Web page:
Thursday, July 13, 2006

Fútbor, Otra Vez

A letter to the American Spectator:

Reid Collins makes good points about soccer. May I try my hand, as it were, or is that a yellow card?

Having enjoyed playing soccer so much in gym class, I determined to watch as much of the World Cup competition as I could to see if I could awaken some of that zeal vicariously. I couldn't, but at least now I think I know why.

First, the game is just so imprecise!

The very best players in the world managed to:

* Attempt passes that were intercepted about as often as not;

* Attempt head contact with the ball and get only air, about as often as not;

* Attempt shots on goal that went wide left, wide right or high, and I do mean high, almost without exception; and, second;

* Drop to the ground and writhe as if in the throes of flaming death upon contact by an opponent, much, much more often than would the best coached NFL quarterback or a major league batter plunked by a 95 mph fastball in any but his tenderest parts, or any hockey player at any level (this has nothing to do with imprecision, but everything to do with American distaste).

These results are virtually indistinguishable from the results observed on the makeshift "pitch" of McClellan Elementary, circa 1965. In the latter case, fun was had by all except Mr. Rosensteel, who could be observed rolling his eyes in disbelief at the ineptitude (and disgust at the "sissiness") rampant on his treasured playing field, as he waited patiently for the curriculum to dictate a change to instruction in more American and rewarding pursuits, even if that only meant running laps.

Daring not to venture slurs on the athletic abilities of our global community, I can only hazard that the Good Lord (or evolution, if you must) gave us hands for a reason, or reasons. One of those reasons must be to propel a ball of some description toward a goal, however defined or indirect. If He had meant our feet for such a purpose, He (or "it") would have made them prehensile. Even the strictest proponent of evolution must admit that we humans didn't get to the top of the food chain by virtue of anything done with our feet or by using our heads as battering rams.

Compare and contrast the precision of a touchdown pass, an NBA three pointer off a fast break or a slider not quite down and away on a 3-2 count with what was witnessed in the World Cup competition. These are the things Americans want to see. Many of us will even settle for a pitch to the green from deep in the bunker by Tiger Woods, or Tony Stewart threading the needle between the wall and Jeff Gordon. Good Lord, I hate to watch tennis, but it sure doesn't tolerate wildness, and the highlight reel isn't about missed shots.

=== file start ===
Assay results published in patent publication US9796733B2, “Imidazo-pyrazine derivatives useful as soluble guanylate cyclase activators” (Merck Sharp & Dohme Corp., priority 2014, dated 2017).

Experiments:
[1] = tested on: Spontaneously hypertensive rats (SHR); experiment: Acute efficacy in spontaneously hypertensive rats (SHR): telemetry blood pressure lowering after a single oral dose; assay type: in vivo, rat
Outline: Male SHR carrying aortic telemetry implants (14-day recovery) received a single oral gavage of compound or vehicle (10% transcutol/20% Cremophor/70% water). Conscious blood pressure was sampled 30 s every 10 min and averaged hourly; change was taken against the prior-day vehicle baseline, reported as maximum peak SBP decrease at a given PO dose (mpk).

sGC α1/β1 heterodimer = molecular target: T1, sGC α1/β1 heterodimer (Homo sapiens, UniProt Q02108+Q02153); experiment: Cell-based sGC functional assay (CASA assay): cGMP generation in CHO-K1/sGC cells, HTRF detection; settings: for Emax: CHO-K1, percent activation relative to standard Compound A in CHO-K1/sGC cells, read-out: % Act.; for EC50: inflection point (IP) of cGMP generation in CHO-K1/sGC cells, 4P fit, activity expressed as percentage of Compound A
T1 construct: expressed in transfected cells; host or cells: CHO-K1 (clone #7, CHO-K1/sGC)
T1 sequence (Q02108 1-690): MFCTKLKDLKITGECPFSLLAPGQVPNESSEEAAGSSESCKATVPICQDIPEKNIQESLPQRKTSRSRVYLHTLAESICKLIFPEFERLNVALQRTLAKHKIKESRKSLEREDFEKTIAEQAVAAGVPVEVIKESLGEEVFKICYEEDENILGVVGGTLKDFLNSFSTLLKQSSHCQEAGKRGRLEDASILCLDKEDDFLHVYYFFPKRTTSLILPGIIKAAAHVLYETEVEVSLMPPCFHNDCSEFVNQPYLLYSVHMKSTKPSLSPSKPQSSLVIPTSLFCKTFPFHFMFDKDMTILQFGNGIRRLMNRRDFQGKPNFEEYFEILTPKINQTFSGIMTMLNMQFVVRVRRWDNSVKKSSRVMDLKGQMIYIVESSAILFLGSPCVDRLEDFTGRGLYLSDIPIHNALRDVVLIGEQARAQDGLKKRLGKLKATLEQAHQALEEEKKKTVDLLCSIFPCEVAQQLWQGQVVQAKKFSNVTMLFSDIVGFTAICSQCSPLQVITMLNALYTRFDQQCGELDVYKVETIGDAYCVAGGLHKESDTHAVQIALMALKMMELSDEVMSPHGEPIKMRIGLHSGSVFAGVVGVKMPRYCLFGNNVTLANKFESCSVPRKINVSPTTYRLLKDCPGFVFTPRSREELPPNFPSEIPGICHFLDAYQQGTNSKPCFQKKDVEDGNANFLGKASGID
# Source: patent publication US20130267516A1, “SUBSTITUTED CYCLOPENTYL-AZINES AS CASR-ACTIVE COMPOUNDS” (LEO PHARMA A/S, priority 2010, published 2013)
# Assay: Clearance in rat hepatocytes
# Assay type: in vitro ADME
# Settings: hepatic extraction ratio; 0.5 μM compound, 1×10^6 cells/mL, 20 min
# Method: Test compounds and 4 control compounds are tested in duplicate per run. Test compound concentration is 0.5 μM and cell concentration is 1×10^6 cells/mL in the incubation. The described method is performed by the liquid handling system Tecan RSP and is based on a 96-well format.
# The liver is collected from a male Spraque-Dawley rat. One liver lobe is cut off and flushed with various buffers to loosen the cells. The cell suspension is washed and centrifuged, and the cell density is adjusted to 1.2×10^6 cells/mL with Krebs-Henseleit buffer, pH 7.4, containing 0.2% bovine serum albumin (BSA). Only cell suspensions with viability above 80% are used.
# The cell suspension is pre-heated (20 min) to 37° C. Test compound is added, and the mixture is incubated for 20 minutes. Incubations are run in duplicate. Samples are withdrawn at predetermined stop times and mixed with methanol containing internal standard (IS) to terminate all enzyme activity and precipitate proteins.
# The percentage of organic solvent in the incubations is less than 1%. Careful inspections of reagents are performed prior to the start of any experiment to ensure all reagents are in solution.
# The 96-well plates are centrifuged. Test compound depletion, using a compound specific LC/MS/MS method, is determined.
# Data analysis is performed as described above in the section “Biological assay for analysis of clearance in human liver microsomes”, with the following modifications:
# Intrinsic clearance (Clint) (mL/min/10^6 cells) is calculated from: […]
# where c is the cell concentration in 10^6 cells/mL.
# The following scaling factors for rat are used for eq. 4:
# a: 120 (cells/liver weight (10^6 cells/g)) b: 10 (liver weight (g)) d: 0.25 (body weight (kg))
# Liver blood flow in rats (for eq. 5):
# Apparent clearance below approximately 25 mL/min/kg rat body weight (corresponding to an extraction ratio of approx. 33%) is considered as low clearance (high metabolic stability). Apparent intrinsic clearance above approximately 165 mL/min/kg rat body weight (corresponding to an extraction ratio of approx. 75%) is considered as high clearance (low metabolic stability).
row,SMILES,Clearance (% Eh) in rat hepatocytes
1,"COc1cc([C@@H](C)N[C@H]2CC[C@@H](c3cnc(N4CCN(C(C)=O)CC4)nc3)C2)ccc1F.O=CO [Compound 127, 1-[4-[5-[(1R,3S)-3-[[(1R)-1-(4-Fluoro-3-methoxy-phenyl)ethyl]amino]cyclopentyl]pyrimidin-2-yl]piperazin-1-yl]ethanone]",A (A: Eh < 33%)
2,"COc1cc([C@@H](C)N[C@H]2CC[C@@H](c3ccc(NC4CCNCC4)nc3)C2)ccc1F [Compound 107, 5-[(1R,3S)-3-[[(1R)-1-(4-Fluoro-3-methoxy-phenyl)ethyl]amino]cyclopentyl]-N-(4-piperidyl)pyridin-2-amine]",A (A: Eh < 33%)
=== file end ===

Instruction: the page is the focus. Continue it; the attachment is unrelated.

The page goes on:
We want to see strategy, tactics and execution that pay off or have bad consequences. Make a bad pass in soccer and the game drones on. Make a bad shot on goal in soccer and the game drones on, as does the utterly incessant chanting of the apparently hypnotized fans. Do anything but score in soccer and the game drones on, with intercepted passes, missed shots and extra writhing when the lads get distressed in addition to tired.

That brings me to my other point. What's the point of having a ninety-minute game with limited substitution on a field bigger than a football field, when so many games must be decided by shootouts? I have no clue what that's about, but it has to be great for concession sales.

I can also hardly believe that these well-conditioned athletes can't bear the pansy hits that send them into histrionics on the grass. I think they just get tired and milk the so-called "hits" for a break. In sixth grade, guys like that just stayed away from the ball, but at the level of the World Cup, that would hardly do, would it? Would it help to pad these guys more fully?

I could go on with some speculation about how the success of any country's soccer team seems to vary inversely with that nation's war record and leadership in the defense of freedom, but I don't feel like looking it up. However, seeing Italy and France playing for the championship raised the issue in my mind. I stand prepared to be corrected.

Americans aren't used to the imprecise, lollygagging style of soccer. We don't have hours long dinners, months long vacations or siestas at noon. We got to be the most productive nation on the planet by means of strategy, tactics and execution, and we didn't tie our hands behind our backs or reward those with thick skulls, except for boxers. Even then, how many of the great heavyweights have come from the rest of the world?

Sure, put the World Cup on TV. Take the kids to practice and games. Support your local high school or college soccer team. On the other hand, don't feel guilty because you 'just don't get it' about soccer at the 'highest levels'. After all, it looks pretty much like soccer at the lowest levels.

-- Mark Fallert
Pittsburgh, Pennsylvania

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